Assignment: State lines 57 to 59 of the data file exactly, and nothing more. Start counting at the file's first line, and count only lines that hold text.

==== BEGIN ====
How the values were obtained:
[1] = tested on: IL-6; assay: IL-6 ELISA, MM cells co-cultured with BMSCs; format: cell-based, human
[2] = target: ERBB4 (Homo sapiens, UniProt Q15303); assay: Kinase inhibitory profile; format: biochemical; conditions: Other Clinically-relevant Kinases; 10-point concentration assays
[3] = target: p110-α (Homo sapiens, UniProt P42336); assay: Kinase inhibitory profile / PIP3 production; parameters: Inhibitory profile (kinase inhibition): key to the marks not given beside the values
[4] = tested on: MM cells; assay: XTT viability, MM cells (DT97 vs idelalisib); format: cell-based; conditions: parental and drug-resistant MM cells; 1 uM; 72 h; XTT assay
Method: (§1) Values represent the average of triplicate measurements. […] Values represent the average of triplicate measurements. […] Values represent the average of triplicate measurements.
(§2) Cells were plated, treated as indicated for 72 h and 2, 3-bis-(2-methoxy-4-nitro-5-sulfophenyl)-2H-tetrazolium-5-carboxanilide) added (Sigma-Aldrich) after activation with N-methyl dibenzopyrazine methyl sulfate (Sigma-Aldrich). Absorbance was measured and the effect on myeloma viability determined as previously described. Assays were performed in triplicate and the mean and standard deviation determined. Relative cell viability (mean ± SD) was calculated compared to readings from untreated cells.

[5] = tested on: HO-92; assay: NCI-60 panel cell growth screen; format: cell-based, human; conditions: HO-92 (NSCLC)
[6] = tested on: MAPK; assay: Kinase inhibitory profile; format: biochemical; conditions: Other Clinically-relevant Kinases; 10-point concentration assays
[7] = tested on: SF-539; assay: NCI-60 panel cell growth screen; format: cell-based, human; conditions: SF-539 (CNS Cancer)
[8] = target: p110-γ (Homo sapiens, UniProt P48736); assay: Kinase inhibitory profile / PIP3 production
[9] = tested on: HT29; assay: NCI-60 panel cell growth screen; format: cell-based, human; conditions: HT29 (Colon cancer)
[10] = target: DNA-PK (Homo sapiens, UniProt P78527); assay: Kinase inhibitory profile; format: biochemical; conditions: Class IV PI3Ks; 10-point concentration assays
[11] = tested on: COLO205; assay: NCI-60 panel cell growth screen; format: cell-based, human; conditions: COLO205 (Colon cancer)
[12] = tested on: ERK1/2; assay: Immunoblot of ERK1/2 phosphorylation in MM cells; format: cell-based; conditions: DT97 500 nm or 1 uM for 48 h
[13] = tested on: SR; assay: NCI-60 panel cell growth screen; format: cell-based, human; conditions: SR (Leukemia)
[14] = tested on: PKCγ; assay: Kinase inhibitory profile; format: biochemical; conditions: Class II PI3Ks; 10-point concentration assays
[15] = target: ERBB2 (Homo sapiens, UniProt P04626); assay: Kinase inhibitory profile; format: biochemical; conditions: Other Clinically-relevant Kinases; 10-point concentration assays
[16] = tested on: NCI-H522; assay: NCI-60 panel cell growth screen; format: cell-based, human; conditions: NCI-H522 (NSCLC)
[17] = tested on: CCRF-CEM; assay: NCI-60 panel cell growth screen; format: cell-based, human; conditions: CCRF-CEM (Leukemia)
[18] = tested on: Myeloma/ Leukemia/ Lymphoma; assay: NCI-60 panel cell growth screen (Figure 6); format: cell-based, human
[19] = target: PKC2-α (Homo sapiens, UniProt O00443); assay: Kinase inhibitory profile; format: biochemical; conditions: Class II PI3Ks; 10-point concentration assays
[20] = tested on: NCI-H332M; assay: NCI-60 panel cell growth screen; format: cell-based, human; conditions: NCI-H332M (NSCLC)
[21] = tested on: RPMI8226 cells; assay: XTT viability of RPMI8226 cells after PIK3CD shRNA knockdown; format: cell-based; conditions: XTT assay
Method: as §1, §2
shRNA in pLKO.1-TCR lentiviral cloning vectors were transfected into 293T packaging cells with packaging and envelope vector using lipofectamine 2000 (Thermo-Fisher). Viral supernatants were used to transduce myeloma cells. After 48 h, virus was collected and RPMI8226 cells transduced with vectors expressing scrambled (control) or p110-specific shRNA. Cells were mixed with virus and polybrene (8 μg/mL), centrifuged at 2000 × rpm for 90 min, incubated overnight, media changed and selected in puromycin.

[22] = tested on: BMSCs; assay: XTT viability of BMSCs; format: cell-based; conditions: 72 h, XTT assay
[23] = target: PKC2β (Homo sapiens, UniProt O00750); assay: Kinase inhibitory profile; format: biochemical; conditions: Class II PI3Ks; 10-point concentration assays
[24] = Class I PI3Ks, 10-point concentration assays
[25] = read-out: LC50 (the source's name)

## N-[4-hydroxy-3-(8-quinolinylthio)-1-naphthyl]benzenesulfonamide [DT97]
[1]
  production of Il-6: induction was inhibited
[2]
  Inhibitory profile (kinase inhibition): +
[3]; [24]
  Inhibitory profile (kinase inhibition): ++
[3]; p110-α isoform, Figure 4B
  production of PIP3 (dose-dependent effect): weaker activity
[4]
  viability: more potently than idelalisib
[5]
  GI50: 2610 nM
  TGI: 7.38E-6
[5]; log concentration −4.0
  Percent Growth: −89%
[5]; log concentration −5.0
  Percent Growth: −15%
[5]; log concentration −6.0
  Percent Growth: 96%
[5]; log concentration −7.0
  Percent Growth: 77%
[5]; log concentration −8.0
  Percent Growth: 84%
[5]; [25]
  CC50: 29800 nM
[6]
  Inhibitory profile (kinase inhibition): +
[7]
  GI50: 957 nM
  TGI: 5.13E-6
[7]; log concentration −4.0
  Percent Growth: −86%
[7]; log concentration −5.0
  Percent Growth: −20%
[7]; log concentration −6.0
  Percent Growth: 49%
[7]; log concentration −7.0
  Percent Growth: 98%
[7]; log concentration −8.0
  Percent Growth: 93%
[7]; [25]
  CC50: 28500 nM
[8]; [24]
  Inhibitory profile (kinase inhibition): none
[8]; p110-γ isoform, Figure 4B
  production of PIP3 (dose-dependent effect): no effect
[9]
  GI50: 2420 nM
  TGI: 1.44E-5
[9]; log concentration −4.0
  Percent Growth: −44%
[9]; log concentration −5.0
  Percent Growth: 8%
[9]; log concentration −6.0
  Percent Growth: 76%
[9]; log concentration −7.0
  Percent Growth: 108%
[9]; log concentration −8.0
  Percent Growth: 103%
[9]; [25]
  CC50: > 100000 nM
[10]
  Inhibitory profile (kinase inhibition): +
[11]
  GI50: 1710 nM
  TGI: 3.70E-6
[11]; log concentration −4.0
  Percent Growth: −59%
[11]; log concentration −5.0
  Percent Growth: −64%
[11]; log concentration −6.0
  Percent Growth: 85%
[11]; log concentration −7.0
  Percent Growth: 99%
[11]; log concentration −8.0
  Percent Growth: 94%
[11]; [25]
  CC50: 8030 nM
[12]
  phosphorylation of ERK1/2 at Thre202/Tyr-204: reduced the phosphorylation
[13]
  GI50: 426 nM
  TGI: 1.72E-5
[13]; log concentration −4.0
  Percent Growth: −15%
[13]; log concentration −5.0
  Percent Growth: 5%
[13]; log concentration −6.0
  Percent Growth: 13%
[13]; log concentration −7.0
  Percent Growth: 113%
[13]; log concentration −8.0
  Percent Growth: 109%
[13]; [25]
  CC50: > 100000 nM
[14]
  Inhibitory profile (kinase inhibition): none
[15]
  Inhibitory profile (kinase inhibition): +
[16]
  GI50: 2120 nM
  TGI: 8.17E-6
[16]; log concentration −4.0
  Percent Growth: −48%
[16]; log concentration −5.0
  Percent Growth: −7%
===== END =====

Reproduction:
[6]
  Inhibitory profile (kinase inhibition): +
[7]